1941 movie listings

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ROCHESTER DEMOCRAT AXD CHRONICLE. FRIDAY. 'JANUARY ?. 10 It Paramount Sets Production in England By LOU ELLA O. PARSONS LJOLLYWOOD (INS) The bijrprcst movie news that has developed for England f-ince the war stopped all American production there, is the Para mount pictures David Rom produce in London. He will sail on Jan. 25. The f.rst film will be a remake rf -The Admirable Crighton," J. M. Barrie's famous play, with Leslie Howard In the lead. How Ions ago it seems that Cecil B. DeMil.e pave us a screen play of it. with Gloria Swanson, Thomas Meignan, Lila Lee and Theodore Hoberts! The 1941 version will be modernized and the end com t'lctely changed. "Hatter's Castle," by Dr. A. G. Cronin. purchased about a year ago rv Paramount will be the other F.o?e movie. The very affable producer will use all of his powers cf persuasion to try to get Laur tnce Olivier and Vivien Leigh to tar In the Cronin play. Astaire to Play Rookie If you saw Fred Astaire and Sam BischofT huddling, you've guessed the answer. They were talking business, and BischofT made a date with the star to ster in an army musical at Columbia. The tenta tive title is "He's My Uncle," and the idea as written by Karle Baldwin is very funny. The hero hates music, is conscripted and joins the army, where he is forced to become en orchestra leader. Thpse are really busy days for Bischoff, who would rather watch the ponies run man eai; dui ne is so tied down that he cannot pet o the track. He not only has the Astaire picture, but he also is producing "Texas" and "They Dare Not Love." with Martha Scott and Georga Brent. Eruce Cabot is a very lucky ynung man. He gets the break of his lifetime in playing- opposite Marlene Dietrich in "Flame of New Orleans." Not only does he rate Miss Dietrich, but he will have P.ene Clare to direct htm, and Joe Pasternak, who chose him, will personally see to it that he does a good job. Universal studio has been waiting for a leading man, and now that Cabot is signed, the picture will start at once. The most unusual casting assign- ment going on in Hollywood is finding an actor to rlay Cordell Hull, our secretary of state, in "Sergeant AK'in York,." Secretary Hull has given his permission to have himself demoted on the screen because events in his life when he represented the Tennessee mountain district in Congress, were closely identified with York's career. But the mere fact that he has read the script and given his approval, is just the start of Warner's . . troubles. Finding an actor who can play the role, and at the same time look like Cordell Hull over a period of years is a mn-size job for Jesse Lasky and Hal Wallis. Hutton-Grant Nuptials Wait Chatter in Hollywood: The Bar Vara Hutton-Cary Grant marriage is much closer than anyone knows. fS-ie had thought originally she would be legally free in February, and that is the tentative date that . has been set, but so many complica- tions have happened to upset her that she will not marry until she knows all is well with the little son the idolizes. She gave Grant diamond and wnerald studs and cuff links for Christmas, and neither make any 1" secret of the fact that they are in love and want to marry as soon as T possible. He has asked for a three- month vacation. .y. Snapshots of Hollywood collected at random: The Academy dinner will be held at the Palladium this vear. . The first time it hasn't been . given in one of the big hotels; Alice Faye and Gene Town a surprising twosome at the Scheherazade. Sit ting near them were Pat Morison and Steve Brody: Mrs. Rochester is a wearing a $1,300 fur coat a birthday pift from her fimous hus- bind, whose real name is Eddie An- person; Ellen Drew and Johnnie Z Engstead, paramount rewcomer. are going places together; Abbot ! and CostcllD have sold their eastern homes and are buying property in the Valley Cesar Romero, Mary Beth I Hughes, Dean Jagger and Eliza-4 beth Patterson spent New Years I Day in bed; Brenda Joyce came back from Palm Springs to spend New Years; Robert Taylor entertained the Nebraska team from his home state at the MOM studio. He was at the Rose Bowl game; Darryl Zanuck has gone to New York to accept "The Grapes of Wrath" award given him by the New York critics for the best picture of the year; Frances Neal, who was Artie Shaw's heart for so long, in a ringside seat at the Florentine Gardens With Walter Brooks; David Selznick Is talking movies again, and he has engaged Vic Shapiro to head his publicity office. The first picture will be . directed by Alfred Hitchcock; Virginia Bruce and J. Walter Ruben actually got off to New York. STOUY AUTHOR'S OWN Hollywood Charles Bonner, famous novelist, is seeing his own life brought to the screen in Columbia's "Legacy," starring Warner Baxter and Ingrid Bergman. The best-seiling novel on which the picture is based is the story of Bonner's cwn colorful family. They re Sizing Up the Situation f$C ' O I o ' - I o o Nazi Comedy Next Play at Community 'jUlAKOIX for Krror," Clare Uoothe's successful come dy-melodrama of the last Broadway season, will be pre sented for the first time in Rochester by the Community Players Jan. 11 to 18. Rehearsals for the two-act hit have been under way in the Clin ton Ave. South and Meigs St. Play house for almost two weeks, ever since Director Robert Stevens obtained the play after it was released by the New York publishers. Called by reviewers the first suc cessful anti-Nazi play to reach the stage, "Margin for Error" has a story of the murder of a much hated German consul-general, Karl Baumer, in his New York home. Hero of the piece is Moe Finkel- stein, Jewish policeman assigned to guard the consul. Moe tackles the ticklish murder mystery to forestall a repetition of the Jewish purges in Germany which followed assassination of a German secretary in Paris by Grynszpan, a Jew, a few years ago. The play has the satire and barbed wit of Miss Boothe's previous hits, "The Women" and "Kiss the Bovs Goodbye," plus an in teresting array of characters. They include Otto B. Horst. the Ameri can fuehrer; liaron Max von Al- venstor, the consul's secretary; Sophie, the consul's wife; Thomas S. Denny, an American newspaper man, and Dr. Jennings, a harassed physician who seeks to free his daughter and son-in-law from a Nazi concentration camp. Opening on Saturday evening at 8:30 on the 11th. the show wiil continue from Monriav thrnnrh of inert stajre carpentry -was picked up. Saturday of the foiiowine week. O fferings Today At Rochester Theaters Slat It t Jim's mam fraturt follows: l.orua-11 :00, 1:3. 4 :33. 7:27. 10.1:1. HckM 12:40, 3:40, ft;, :.V1 Century-1 :17. 4:17. 7:17, 1017. I'alare 1 :1S. 4:11. 7:07. 10:03. Temple 1:07. 4 04. 7:01. 9:VS Capital 11 :45, 3 :(, 6:41, 10:09. Mmnd-12:29. 4:14. Little 2:00. 3:55, 5:55. 7:45, 8:40. ArlenandDevine Lead in Film At Temple Young Lieutenants Ronald Reagan and Errol FJynn are shown in "Santa Fe Trail," which is featured at Regent. Gladys George Does Comic Strip Which Scores at Auditorium By GEORGE L DAVID I F ever a piece -a 1 il i pumper! up ana put through peppery paces as a jumping- jacK vehicle lor a star, Liaciy in Waiting ' Mas last evening rl 1 T 1 at the Auditorium by the uncommonly pi fled (lladys (ieorpc. kjnlnCV I CITlDie And she did it all with the most : j j. energetic good will and infectious ly comic spirit and the audience delighted in her glittering exhibi tion ; f rr it was more of a showman's exhibition than any performance of which the dynamic star is so remarkably capable. "Lady in Waiting" is Margery Sharp's own adaption of her well known novel called "The Nutmeg Tree." The original story probably (the writer did not read it) did not lend itself to stage treatment much more effectively than Miss Sharp has done it. The central idea is promising, but the promise is not fulfilled. It has some interesting farce-comedy characters in a flimsy plot; in fact, it is a fragmentary plot and there are numerous inter vals filled with talk; in these Miss George often does what are virtually monologues, though she has a maid or someone around to toss her a line occasionally. The play is so lacking in vitality, indeed, that the star has to bounce all over the place; her acrobatics, her comicalities, her carricaturing are of astonishing variety and done with amazing energy and clever ness. The only thing she leaves out are cartwheels, and she would have resorted to them with hearty willingness if desperation had made them seem necessary. Her vir tuosity as a showman was fascina ting in itself, and she'll be remem beied in this connection as a lady of infinite zest. "Lady" did I say? Well, her Julia Packett gets into a situa'ion where she wishes, for the first time, that she could pass as a lady, but frank, breezy, free-and-easy showgirl background plays her false frequently, trips her and sends her sprawling at most inopportune mo ments. Julia, an American who married a reckless young English socialite who was killed in the first World War, has fled from bill col lectors in London, after tricking a dealer into paying her 10 times their value for her flat furnishings to get traveling money, and come on to her mother-in-law's (the elder Mrs. Packett's) place at Muzin, France. tone nas made the trip in re sponse to the request of her daugh ter Susan, 17, who has been reared by the latter's grandmother while Julia went her way in the 6how world, and who is a cultured, very ladylike girl and a bit 6tuffy. Susan has found her grandmother objecting to her fiance, Bryan, whom she wishes to wed soon, and she desires her mothers aid in helping the marriage. Mother and daughter have not met for 15 years. and Susan is the most amazed of all when Julia arrives. They are of different worlds; Julia tries to be motherly and tender, but Susan Is tiff and coolly courteous. Bryan likes Julia and they hit It off well, and when Susan's uncle, Sir William Warring, arrives, he fancies the ex-show girl, tc. Fred Genoc-chio, of the famous Flying Genoc- chioa, had met her on the boat and was captivated. He shows up un expectedly, woos ardently and adds to her difficulties. The cross-currents set in motion, quite artificially, badly entangle Julia, and she twists and eq'uirms comically. It is an excellent cast with which Producer Brock Pemberton has sifrrounded Miss George. Alan Napier does Sir William with tiptop sympathy and humor, Carol Curtis-Brown proves a gifted in genue as Susan, Richard Fraser is a likable, first-rate Bryan, Leonard Penn (Miss Geo'ee's husband turns in a decidedly clever character sketch as Fred Genocchio, Ethel Morrison provides a broadly funny Cockney Ma Genocchio, and Lenorc Chippendale as grandma, Michcl-ette Burani and Anita Bolster as maids and the others contribute in pleasing fashion. Back in Films Movement Started To Convert Old Fort Montgomery, Ala. L".E) Five civic and government bodies arc sponsoring a movement to convert historic Spanish Fort on the eastern side of Mobile Bay into a national monument. The fort dates from the Spanish-English war of 1779. Hollywood (INS) Shirley Temple, the child darling of movie fans, finds school "kinda dull," so she's going back into pictures at a reported salary of $2,500 a week. This was revealed yesterday when Superior Judge Emmet Wil son approved a one-year contract she has signed with Metro-Gold-wyn-Mayer studios. According to the contract, Shir ley, will work not less than 40 weeks out of the year and In all her pictures she must either be the star or the co-star. Judge Wilson approved the contract after ordering that half of all her net earnings be put in a trust fund for Shirley. The studio plans to co-star the child actress with Mickey Rooney in a new series of "Andy Hardy" films. Water Wagon Rider Dismounted by Cops Toledo, Ohio 4U.D I fs a mighty difficult trick, but it's this Toledo man proved you can bo on the water wagon and still off. The man's job is to ride a water wagon for the city. But police took htm off one morning when it was found he was off the water wagon, in fact, intoxicated. CAPITOL CITY WASHINGTON, D. C. IN TECHNICOLOR TODAY AND SATURDAY ARNF.TT THURSTON AT CHILIbm I.new's Clark Gable and Hedv Lamarr in "Comrade X" and Ralph Bellamy and Margaret Lindsay in "Kllery Queen, Master Detective." Talnre Jack Benny, Fred Allen and Mary Martin in "Love Thy Neighbor and Cesar Romero anil Patricia Morison in "Romance of the Rio Grande." Century Anna Neagl and Richard Carlson in "No. No, .Nanette" nd George Brent and Brenda Marshall in ".South of Suez." Iterrnl Errol Flvnn and Olivia c Havilland in "Santa Trail" and Roger Prvor and Eve Arden in "he Couldn't Say No." Capital Kav Kvser and Boris Karloff in "You'll -Find Out" and Bette Davis and Herbert Marshall in "The Letter." Trimile Richard Arlen and Annv Devlne tn "Luckv DeviU" and Ion- nia O'Keefe and Louise Campbell in j-towery iioy. I.lttl Osa Johnson's "I Married Adventure." Kivlm and Tlxl Don Ameche and Bettv Grable 1n "Down Argen tine Way" and Richard Dix and Florence Rice in "Cherokee Strip." Matlnton Grant Mitchell and Nana Bryant in "Father Is a Prince" and K'lith Fellow and Tommv Bond in "Out West With the Peppers." ( nmro William Bovd and Russell Hnyilnn In "Hidden Gold" and Tom Brown and Nan Gray In "Margie." t Knd Weaver Brothers and Elviry In "Grand OT Opry" and Ronald Reagan in "Murder in the Air." WehMer Lucille Ball and Louis Havward tn "Dance. Girl. Dance" and Bruce Bennett and Florence Rice In "The Secret Seven." Strand James Cagnev and Ann Sheridan in "City for Conquest" and Brian Aherne and Rita Hayworth in "The uady in uuesnon. ' Kmbawir Dorothy Lamour and Lloyd Nolan in "St. Louis Blues" and Three Mesquiteers in "Three Texas Steers." I.iliprty and State Tyrone Rower and Linda Darnell in "The Mark of .nrrn" and Johnny Downs and Jerry Ciilnnna in "Melody and the Moonlight." Monroe Clanriette Colbert and Ray Milland In "Arise, Mv 1-rfive" and Kenny Baker and Frances Langtord in "Hit Parade of 1941." Arnett James Cajrnev anfl Ann Sheridan in "City of Conquest" and John Garfield and Tat O'Brien m "Flowing Gold. Kialto (Kast Rochester John Garfield and Brenda Marshall in "East of the River" and Ralph Bellamy and Margaret Lindsay in "Meet the Wildcat OT.KNTY can happen to news reel camera men, especially when thej' po out looking for' trouble, as the Kiehard Arlen and Andy Devine fellows do ir "Lucky Devils," which tops the new program due today at the RKO Temple. In scenes which mix comedy : witfc melodrama, the camera news hunters run into a plot by fore'gn ', agents to blow un a big American power dam, and endeavor to foil the saboteurs. A novel feature is said to be their vse of a flock of . miniature planes to frighten , : Dorothy Lovett, Janet Shaw, ' Tim Ryan. Ralf Harolde and others are in support. "Bowery Boy," with Dennis OKeefe and Louise Campbell, he as a physician and shn as a nurse, wiil be the Temple's second feature. Roger Pryor j!ays a gangster. CIIUKC II GROUP TO MEET j Wayland The Girls Friendly, Circle of the Methodist Church will' meet at 4 p. tn. today in the home of Velma Cavagnaro. The Women's Society of Christian service mets Jan. 9. The January class of new members will be welcomed into the fellowship of the Methodist Church on Sunday, Jan. 5. Temide (FairporO Lupe VeW and Leon Krrol In ''The Mexican Spitfire Out West" and Weaver Brother and Elvirv In "Kriemtlv Neighbors." tirund Bing Crosby and Mary Martin in "Rhythm on the River ' and John Barrymore and Mary Beth Hughes in "The Great Profile." X-Ray Service Shows Defects in Tires Chicago (U.D An X-ray devicj which permits examination of auto mobile tires without removing them from the wheel is the latest achievement. The "tire-o-scopo" permits a repair station attendant to detect faults in damaged tires before removing them. j OS A JOHNSON'S V. i.ll 'i riAnniED. 2vnear 1 r v ii TODAY! isc "-, Clcvth, GABLE Ucdu LAMARR M6oMwMt Mw COMRADE ic vises IM9UI RfUAII UKI rimi 'Ellery Queen Master Detective srtrA Ralph Bellamy Marvarvt UnHiav CARL PARREL Dancing will continue a usual every Sat. Nite at Roch. 3t original Nite Club. s0 ORCHESTRA Featuring BARBARA LANE Sat Eve., Jan. 4 Dancing 9:15-12:15 90c Per Couole YOUTH GARDEN EDGERTON PARK TOWN TAXI Safety Service Low Rates F3AIK 8000 I THEATRES 7fat& STARTS TODAY ALL SEATS 15c To 3 Spies! Sabotage! And two hard-hitting heroes risking their lives r s 4 SXe fi yv ut; WHERE THERE'S THRlllS YOU'll FIND THESE TWO! Richard fUndy 0m qr - w-rvnnil -m w I 1 u 6, JOf9ac6x "I WOULDN'T WORK FOR THEM." There's likely to be some sledding ahead for a certain type of employer. He's the one who takes advantage of his people: who tries to squeeze all he can out of them and pay sls little the law allows. People work Irn Amerhe and Rptty Grahla imvVN ARGENTINE WAV" Richard Uix. Florenre Ric ln"CHEKUKEE hTKIl"' 733 PORTLAND A. Don Amsche. Bettr Grable "IKVN ARGENTINE WAV" Richard Dix. Florence Rice In "CHEROKEE STRIP" SATURDAY Lamour TODAY AND Dorothy "ST. LOUIS BLUES" Pin. MESQUITEERS "3 TEXAS STEERS" Spider'. Web Chapt. because they can't find else not because they ' VV A A i mini ii for him anything like to. I was reminded of this the other day, in going through my notes made during a personal survey of 30 leading commercial employ ment agencies in New York, a few years back. One of the agency owners had spoken of the good old days. "That was an employees market," he said. "The shoe was on the other foot, then. There were plenty of girls, for example, who picked their jobs by the location of the business. "They wouldn't look at a Job unless it were in tho section bounded by Forty Second Street on the south, Fifty Ninth on the hard north; by Eighth Avenue on the west and Lexington on tho cast. "A lot of good jobs were open, but they might be in the wrong part of town. These girls passed them up. They knew they could hold out and find what they were after. And they found it." Those days aren't here yet, of couree. But with the National Defense Act abosrbing more and more young men; with business opening up, employment is brisker than in some years. If this upward swing continues, it will be more and more an employees, and not an employers market. It is then that the grasping employer will regret his policy. People have long memories. They learn which places are good ones to work in and which ones are not. And they act accordingly, Fortunately, such employers few. But they do exist. They are the ones people have in mind when they say, "I don't care what the job is, I just wouldn't work for them." Tyrone Power. Linda Tla-nell THE MARK E ORKO" Johnny HownK. Jerrv Colonna "MELODY AND MOONLIGHT" FATHER IS A PRINCE" "Out Weal With The PrpiM-rH" C. Colbert ARISE .MY I.O E" Phis HIT PAR DE OK 10U" f are Why not train yourself for a better, steadier job, with mora pay? Our booklet, "Learn To Earn," describes the opportunities in many fields for people with the right training. This helpful booklet is only 3 cents if you call for it. Or send your nam and address with S cents in stamps and we'll gladly mail it. Address the Classified Advertising Department of this newspaper. CUNTDN AVE N. Wm, Bovd. Russell Tfavdon in HIDDEN GOLD" Tom Brown. Nan Grey in "MARGIE" Thurston ko The W'eiver Brother. Flvlry "GKND Ol OPRY" Plus Rinai1 R.iKnn In "Ml RDER IN THE AIR" WEBSTf R AVfc. Iui Hayward. Lucille Ball In "DANCE GIRL DAME" Brure Brnriett, Florence Klca In "SECRET tE EN" 1 PLVMoirru avi.n Bins Cmsbv. Mary Martin RHYTHM ON THE RIVER" John Barrvmore. Marv H Hucbes in "THE GREAT I'ROITI.E" (Distributed by Esquire Features, Inc. Reproduction strictly prohibited.) IAST ROCH. John Garfield. Brend-i MarnsH In "EAT OK THE RIVER" Rllpl Bellamy, M. Lindsay In "MEET THE HII.IX A i" FAIRPOftT.NY. Lupe Veler. Len Errol "MEXIC. N KPITFIHK Out EST" Weaver Bros. Flvlrv in "t RIEN DLY NEIGHBORS" r GREEN HORNET . MXHff? STRIKES AGAIN jgl BALCONY 15c To 3 JACK BENNYfy FRED ALLEN w mmm (mm Pl-Ji ROMANCE OF RIO GRANDE WITH CFSAR ROMERO wmM anna mm ssi croncr brenda crofter BRENT MARSHALL TOBIAS SOUTH OF SUEZ ERBOIV Olivia BALCONY 15c To 3 UIXAND T) .a SHE COULDN'T SAY N07 T l R0CIR PRYOS tVt ARDCN-CUFF EDWARDS ALL SCATS 15c To 6 I "YGU'll FIUD 0U? rttr 10KRC. Itrit KARLOFF BETTE DAVIS y yn ZI4 447 Sc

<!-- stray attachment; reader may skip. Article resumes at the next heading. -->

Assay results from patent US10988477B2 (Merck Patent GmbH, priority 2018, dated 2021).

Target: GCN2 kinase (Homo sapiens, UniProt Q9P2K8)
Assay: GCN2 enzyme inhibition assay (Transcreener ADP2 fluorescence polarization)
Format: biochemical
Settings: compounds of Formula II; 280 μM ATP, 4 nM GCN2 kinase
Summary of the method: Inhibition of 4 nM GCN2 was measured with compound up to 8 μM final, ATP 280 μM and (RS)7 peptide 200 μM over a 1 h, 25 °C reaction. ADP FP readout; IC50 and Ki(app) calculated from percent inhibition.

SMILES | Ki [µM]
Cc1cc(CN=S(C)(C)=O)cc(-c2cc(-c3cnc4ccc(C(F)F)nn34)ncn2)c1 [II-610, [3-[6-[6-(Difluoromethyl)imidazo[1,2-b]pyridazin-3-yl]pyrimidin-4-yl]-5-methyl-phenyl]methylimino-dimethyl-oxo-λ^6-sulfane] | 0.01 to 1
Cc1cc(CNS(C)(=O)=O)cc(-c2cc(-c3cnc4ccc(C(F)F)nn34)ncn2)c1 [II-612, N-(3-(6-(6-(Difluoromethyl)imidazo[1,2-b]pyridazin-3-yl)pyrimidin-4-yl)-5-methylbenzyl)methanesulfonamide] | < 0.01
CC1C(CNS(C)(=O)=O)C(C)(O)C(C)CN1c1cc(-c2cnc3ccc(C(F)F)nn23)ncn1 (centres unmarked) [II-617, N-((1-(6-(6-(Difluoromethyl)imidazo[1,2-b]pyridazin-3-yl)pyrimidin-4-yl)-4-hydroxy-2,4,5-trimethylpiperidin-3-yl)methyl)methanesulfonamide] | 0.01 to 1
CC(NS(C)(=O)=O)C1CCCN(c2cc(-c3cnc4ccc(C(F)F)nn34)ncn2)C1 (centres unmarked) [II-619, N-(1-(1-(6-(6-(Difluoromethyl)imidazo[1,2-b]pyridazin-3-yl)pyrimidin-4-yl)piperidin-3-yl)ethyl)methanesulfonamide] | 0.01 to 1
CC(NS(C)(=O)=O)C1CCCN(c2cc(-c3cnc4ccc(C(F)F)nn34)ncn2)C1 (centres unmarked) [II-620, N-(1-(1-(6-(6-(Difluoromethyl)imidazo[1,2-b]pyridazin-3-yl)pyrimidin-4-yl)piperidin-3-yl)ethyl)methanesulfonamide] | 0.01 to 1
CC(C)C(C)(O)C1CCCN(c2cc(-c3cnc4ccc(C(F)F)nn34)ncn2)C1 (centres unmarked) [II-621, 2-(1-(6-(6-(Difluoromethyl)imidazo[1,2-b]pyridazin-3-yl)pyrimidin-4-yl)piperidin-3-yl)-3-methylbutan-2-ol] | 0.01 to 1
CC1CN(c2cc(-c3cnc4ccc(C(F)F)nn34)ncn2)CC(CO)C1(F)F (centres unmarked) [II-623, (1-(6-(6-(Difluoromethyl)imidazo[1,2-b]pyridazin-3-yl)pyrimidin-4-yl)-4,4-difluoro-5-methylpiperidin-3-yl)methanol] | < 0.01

Clipped from
  1. Democrat and Chronicle,
  2. 03 Jan 1941, Fri,
  3. Page 11

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  • 1941 movie listings

    rivest266 – 23 Jan 2016